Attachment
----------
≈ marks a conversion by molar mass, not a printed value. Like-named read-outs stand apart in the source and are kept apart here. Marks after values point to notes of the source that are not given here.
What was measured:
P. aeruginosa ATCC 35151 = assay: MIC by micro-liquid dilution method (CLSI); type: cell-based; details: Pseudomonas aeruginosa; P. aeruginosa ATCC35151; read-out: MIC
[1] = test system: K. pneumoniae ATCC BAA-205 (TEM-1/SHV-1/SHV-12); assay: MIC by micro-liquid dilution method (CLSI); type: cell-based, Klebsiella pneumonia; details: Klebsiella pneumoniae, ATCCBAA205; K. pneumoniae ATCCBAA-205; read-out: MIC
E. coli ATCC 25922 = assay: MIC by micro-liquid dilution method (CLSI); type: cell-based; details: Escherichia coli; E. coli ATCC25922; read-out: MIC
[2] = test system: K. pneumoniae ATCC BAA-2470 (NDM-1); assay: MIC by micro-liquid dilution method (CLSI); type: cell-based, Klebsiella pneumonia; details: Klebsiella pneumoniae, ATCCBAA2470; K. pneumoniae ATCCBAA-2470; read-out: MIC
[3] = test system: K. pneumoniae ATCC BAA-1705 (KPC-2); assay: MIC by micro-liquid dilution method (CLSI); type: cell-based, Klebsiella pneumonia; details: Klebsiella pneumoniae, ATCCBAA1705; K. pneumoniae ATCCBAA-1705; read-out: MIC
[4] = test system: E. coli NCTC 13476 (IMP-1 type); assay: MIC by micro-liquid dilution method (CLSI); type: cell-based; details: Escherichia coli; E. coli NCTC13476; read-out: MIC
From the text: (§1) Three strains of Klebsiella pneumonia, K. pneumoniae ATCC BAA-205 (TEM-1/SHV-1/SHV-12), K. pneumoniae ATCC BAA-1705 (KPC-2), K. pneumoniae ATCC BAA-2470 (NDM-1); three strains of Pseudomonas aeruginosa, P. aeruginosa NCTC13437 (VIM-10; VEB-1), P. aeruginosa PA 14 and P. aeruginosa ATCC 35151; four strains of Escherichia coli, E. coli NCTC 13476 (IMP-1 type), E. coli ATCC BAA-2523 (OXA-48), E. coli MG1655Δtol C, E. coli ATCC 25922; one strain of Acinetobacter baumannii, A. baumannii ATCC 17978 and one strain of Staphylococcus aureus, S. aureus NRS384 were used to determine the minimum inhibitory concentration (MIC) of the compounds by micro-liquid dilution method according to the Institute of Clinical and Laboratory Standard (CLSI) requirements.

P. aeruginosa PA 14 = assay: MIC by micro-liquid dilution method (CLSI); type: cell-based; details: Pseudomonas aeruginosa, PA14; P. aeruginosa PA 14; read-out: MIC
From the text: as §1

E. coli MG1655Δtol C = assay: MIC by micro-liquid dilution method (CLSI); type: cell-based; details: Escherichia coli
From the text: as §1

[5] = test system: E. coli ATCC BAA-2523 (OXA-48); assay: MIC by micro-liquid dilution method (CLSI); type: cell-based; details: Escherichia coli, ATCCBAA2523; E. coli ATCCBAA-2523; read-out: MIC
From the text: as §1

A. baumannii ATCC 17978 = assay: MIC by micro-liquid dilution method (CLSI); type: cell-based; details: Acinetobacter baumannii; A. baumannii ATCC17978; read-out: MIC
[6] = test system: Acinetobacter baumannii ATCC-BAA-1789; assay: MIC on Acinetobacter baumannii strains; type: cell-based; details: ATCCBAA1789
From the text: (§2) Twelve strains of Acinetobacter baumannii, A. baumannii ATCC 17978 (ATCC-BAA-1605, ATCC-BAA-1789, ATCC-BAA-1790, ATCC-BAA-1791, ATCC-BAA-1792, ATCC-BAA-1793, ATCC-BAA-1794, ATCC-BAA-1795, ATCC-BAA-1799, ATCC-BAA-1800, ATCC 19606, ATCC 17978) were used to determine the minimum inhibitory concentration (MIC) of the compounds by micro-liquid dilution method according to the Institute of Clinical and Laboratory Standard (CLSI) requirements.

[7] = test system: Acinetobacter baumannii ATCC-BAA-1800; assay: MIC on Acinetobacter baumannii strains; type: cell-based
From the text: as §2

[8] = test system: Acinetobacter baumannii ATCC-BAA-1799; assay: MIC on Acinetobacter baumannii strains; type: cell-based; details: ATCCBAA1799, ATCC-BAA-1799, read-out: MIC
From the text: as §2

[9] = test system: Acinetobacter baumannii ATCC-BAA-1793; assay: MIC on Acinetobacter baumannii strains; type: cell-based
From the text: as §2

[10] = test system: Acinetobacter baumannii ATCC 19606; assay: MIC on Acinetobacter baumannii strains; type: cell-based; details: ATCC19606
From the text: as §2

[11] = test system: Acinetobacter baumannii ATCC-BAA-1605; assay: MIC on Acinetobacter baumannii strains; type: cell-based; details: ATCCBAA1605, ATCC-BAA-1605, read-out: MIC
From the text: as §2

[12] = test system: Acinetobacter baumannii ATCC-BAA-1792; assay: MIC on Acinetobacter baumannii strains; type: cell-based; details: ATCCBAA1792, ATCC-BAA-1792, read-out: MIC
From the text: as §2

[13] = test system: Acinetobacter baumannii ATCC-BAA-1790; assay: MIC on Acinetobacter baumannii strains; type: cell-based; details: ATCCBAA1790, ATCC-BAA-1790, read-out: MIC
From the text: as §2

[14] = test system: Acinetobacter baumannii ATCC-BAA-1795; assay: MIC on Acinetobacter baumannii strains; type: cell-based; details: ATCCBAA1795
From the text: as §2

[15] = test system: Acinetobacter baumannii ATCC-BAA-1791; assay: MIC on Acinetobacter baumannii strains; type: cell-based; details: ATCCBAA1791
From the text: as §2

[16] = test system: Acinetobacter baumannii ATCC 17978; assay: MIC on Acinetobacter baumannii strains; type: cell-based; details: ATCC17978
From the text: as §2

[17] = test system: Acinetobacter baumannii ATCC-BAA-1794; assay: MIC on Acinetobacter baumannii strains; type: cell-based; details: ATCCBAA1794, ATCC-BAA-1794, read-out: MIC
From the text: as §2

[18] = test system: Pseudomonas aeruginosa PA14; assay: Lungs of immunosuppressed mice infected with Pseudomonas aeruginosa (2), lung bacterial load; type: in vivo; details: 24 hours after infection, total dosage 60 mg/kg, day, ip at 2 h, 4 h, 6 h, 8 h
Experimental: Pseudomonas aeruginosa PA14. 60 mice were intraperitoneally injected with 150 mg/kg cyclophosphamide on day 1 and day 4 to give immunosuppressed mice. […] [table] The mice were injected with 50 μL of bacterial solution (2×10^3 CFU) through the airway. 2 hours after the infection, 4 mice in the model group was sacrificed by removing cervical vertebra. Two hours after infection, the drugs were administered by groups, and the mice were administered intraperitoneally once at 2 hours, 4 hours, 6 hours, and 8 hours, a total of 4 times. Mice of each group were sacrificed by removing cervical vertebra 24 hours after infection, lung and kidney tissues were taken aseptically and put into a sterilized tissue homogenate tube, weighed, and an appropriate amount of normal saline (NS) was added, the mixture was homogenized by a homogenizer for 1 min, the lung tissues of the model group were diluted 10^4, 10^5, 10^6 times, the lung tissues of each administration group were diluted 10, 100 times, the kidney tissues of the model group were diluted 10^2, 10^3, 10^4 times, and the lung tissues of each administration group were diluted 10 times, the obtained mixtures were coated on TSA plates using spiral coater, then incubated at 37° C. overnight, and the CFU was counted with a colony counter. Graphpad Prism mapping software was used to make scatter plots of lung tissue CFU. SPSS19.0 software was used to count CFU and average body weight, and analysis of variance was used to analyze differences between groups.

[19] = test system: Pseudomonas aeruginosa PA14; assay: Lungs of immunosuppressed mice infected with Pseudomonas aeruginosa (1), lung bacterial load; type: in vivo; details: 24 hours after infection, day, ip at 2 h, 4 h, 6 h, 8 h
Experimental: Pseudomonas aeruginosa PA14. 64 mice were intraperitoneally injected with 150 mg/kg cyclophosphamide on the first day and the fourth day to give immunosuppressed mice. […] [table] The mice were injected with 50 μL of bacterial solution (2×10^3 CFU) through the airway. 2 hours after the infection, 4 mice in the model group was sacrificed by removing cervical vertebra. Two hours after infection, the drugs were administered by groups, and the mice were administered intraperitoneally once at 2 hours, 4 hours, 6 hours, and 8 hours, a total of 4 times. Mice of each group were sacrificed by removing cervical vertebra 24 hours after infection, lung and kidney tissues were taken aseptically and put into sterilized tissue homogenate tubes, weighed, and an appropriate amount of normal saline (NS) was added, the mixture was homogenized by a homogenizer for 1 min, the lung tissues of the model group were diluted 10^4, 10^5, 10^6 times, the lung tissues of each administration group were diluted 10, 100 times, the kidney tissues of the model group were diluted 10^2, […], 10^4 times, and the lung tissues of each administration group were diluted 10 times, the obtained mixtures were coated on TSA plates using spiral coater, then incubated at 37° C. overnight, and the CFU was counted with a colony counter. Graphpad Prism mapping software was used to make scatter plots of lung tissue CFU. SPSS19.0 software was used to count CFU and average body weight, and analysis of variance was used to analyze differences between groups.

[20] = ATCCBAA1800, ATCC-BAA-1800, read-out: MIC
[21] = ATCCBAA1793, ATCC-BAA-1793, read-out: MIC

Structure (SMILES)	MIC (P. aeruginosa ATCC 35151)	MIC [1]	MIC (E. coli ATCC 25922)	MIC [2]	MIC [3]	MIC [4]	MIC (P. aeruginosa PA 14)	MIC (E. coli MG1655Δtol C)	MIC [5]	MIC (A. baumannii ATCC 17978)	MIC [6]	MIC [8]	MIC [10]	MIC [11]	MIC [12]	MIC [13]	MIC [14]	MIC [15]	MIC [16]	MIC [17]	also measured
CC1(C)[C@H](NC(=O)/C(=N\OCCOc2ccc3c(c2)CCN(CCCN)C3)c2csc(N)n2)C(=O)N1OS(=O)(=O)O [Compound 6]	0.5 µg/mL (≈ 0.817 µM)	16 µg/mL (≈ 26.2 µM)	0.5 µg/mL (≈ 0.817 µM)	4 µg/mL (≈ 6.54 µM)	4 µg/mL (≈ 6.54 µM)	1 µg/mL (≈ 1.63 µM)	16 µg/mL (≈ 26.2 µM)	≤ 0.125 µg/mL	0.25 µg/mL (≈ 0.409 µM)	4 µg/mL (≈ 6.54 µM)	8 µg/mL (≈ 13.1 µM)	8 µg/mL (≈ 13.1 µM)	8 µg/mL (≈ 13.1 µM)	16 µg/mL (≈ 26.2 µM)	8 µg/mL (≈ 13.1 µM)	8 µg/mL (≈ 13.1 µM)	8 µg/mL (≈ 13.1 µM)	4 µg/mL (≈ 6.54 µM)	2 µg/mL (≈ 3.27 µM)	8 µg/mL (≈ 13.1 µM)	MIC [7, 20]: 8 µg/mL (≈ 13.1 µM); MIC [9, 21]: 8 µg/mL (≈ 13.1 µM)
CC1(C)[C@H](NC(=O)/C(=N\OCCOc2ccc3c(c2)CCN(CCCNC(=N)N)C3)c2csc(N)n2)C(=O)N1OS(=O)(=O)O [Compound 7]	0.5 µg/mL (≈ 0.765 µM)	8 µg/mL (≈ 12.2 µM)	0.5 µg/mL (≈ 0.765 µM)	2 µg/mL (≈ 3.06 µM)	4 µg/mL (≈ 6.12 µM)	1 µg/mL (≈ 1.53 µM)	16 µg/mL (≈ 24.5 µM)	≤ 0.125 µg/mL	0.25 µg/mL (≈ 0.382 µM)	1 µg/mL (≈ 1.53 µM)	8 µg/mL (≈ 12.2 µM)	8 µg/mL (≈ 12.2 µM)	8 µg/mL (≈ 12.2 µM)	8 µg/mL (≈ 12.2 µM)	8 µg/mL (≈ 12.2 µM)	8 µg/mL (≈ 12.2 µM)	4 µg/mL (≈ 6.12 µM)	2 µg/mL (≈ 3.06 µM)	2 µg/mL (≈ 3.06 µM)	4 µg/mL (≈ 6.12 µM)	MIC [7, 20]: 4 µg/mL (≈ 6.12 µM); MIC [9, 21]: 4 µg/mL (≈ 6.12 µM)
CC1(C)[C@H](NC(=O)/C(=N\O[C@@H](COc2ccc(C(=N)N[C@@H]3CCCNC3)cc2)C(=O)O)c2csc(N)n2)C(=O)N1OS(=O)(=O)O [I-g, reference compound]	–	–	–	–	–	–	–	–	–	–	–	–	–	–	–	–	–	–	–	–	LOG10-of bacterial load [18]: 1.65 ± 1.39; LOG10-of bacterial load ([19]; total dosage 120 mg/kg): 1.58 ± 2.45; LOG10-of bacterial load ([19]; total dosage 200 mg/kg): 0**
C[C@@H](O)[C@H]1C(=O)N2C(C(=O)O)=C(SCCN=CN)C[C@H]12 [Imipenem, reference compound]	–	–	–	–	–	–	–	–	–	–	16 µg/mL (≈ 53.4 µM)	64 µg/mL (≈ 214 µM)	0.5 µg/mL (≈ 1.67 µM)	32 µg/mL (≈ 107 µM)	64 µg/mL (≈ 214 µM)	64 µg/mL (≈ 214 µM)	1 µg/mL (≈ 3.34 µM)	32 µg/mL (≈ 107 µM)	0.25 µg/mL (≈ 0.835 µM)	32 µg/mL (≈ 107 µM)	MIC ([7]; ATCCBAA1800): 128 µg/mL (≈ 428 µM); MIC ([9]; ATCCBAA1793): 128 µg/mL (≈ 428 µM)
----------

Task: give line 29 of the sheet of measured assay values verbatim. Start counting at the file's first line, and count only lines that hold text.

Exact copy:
[12] = test system: Acinetobacter baumannii ATCC-BAA-1792; assay: MIC on Acinetobacter baumannii strains; type: cell-based; details: ATCCBAA1792, ATCC-BAA-1792, read-out: MIC